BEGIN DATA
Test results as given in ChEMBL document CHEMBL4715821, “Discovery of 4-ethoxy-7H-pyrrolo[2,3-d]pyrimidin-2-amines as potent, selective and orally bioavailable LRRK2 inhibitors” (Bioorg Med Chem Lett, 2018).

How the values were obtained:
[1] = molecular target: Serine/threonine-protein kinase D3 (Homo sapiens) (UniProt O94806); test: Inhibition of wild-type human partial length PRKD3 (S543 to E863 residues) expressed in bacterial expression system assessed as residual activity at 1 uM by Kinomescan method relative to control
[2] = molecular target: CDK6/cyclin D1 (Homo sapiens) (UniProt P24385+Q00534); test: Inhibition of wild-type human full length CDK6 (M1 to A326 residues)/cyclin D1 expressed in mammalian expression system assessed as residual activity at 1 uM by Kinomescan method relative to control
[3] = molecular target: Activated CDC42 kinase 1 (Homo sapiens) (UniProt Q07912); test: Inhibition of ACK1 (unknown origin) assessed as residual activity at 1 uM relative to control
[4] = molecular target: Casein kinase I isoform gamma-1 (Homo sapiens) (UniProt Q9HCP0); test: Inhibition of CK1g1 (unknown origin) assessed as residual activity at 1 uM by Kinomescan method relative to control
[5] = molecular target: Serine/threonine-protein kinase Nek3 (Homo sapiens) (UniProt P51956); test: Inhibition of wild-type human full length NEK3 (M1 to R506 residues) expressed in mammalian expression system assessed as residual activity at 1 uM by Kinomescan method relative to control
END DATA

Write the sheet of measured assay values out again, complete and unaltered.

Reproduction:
Test results as given in ChEMBL document CHEMBL4715821, “Discovery of 4-ethoxy-7H-pyrrolo[2,3-d]pyrimidin-2-amines as potent, selective and orally bioavailable LRRK2 inhibitors” (Bioorg Med Chem Lett, 2018).

How the values were obtained:
[1] = molecular target: Serine/threonine-protein kinase D3 (Homo sapiens) (UniProt O94806); test: Inhibition of wild-type human partial length PRKD3 (S543 to E863 residues) expressed in bacterial expression system assessed as residual activity at 1 uM by Kinomescan method relative to control
[2] = molecular target: CDK6/cyclin D1 (Homo sapiens) (UniProt P24385+Q00534); test: Inhibition of wild-type human full length CDK6 (M1 to A326 residues)/cyclin D1 expressed in mammalian expression system assessed as residual activity at 1 uM by Kinomescan method relative to control
[3] = molecular target: Activated CDC42 kinase 1 (Homo sapiens) (UniProt Q07912); test: Inhibition of ACK1 (unknown origin) assessed as residual activity at 1 uM relative to control
[4] = molecular target: Casein kinase I isoform gamma-1 (Homo sapiens) (UniProt Q9HCP0); test: Inhibition of CK1g1 (unknown origin) assessed as residual activity at 1 uM by Kinomescan method relative to control
[5] = molecular target: Serine/threonine-protein kinase Nek3 (Homo sapiens) (UniProt P51956); test: Inhibition of wild-type human full length NEK3 (M1 to R506 residues) expressed in mammalian expression system assessed as residual activity at 1 uM by Kinomescan method relative to control